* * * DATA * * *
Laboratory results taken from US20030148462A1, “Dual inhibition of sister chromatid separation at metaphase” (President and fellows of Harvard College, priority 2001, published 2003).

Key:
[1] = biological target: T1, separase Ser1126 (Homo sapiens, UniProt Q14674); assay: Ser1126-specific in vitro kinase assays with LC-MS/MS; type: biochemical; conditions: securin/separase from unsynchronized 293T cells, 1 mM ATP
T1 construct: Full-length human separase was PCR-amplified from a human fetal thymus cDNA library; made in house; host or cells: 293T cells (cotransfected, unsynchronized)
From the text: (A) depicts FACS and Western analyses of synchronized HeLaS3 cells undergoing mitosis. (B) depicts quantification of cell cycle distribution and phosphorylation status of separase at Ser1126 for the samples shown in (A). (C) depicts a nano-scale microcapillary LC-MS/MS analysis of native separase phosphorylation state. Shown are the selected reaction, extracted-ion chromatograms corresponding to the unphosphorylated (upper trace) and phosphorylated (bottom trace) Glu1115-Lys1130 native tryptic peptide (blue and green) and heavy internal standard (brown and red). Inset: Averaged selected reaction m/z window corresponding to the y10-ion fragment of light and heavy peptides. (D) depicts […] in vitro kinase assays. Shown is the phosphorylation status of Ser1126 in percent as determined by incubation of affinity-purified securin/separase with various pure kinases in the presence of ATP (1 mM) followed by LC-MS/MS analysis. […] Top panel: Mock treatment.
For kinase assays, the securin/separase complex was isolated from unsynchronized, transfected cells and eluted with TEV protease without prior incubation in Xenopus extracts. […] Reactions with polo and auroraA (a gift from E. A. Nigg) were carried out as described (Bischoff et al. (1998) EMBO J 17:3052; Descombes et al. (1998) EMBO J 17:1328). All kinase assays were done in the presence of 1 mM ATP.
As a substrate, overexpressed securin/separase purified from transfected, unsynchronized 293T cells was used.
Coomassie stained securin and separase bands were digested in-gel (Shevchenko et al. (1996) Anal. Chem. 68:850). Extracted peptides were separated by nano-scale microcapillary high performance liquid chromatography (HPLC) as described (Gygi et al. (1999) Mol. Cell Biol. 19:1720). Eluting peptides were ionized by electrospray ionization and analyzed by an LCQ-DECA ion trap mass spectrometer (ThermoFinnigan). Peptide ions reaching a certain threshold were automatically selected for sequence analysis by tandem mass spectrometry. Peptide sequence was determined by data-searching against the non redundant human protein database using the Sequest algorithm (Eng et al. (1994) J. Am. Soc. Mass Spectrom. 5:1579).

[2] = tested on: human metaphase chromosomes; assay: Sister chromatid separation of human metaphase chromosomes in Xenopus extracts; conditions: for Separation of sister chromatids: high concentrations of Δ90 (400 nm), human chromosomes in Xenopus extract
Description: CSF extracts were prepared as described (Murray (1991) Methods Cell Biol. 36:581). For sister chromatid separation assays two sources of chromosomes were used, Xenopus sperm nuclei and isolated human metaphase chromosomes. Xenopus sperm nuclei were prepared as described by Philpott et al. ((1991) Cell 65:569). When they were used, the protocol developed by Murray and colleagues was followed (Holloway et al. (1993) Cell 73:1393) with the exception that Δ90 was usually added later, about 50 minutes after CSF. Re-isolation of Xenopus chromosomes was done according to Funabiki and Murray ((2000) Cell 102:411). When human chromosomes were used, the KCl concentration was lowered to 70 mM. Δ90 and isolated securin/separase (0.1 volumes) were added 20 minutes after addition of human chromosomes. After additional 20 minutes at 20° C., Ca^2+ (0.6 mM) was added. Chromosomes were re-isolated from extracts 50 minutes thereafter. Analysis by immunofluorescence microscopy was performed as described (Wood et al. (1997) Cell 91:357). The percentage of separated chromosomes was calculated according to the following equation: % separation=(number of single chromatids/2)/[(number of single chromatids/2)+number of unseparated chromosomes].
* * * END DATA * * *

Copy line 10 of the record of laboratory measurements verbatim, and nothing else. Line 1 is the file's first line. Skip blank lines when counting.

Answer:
Description: CSF extracts were prepared as described (Murray (1991) Methods Cell Biol. 36:581). For sister chromatid separation assays two sources of chromosomes were used, Xenopus sperm nuclei and isolated human metaphase chromosomes. Xenopus sperm nuclei were prepared as described by Philpott et al. ((1991) Cell 65:569). When they were used, the protocol developed by Murray and colleagues was followed (Holloway et al. (1993) Cell 73:1393) with the exception that Δ90 was usually added later, about 50 minutes after CSF. Re-isolation of Xenopus chromosomes was done according to Funabiki and Murray ((2000) Cell 102:411). When human chromosomes were used, the KCl concentration was lowered to 70 mM. Δ90 and isolated securin/separase (0.1 volumes) were added 20 minutes after addition of human chromosomes. After additional 20 minutes at 20° C., Ca^2+ (0.6 mM) was added. Chromosomes were re-isolated from extracts 50 minutes thereafter. Analysis by immunofluorescence microscopy was performed as described (Wood et al. (1997) Cell 91:357). The percentage of separated chromosomes was calculated according to the following equation: % separation=(number of single chromatids/2)/[(number of single chromatids/2)+number of unseparated chromosomes].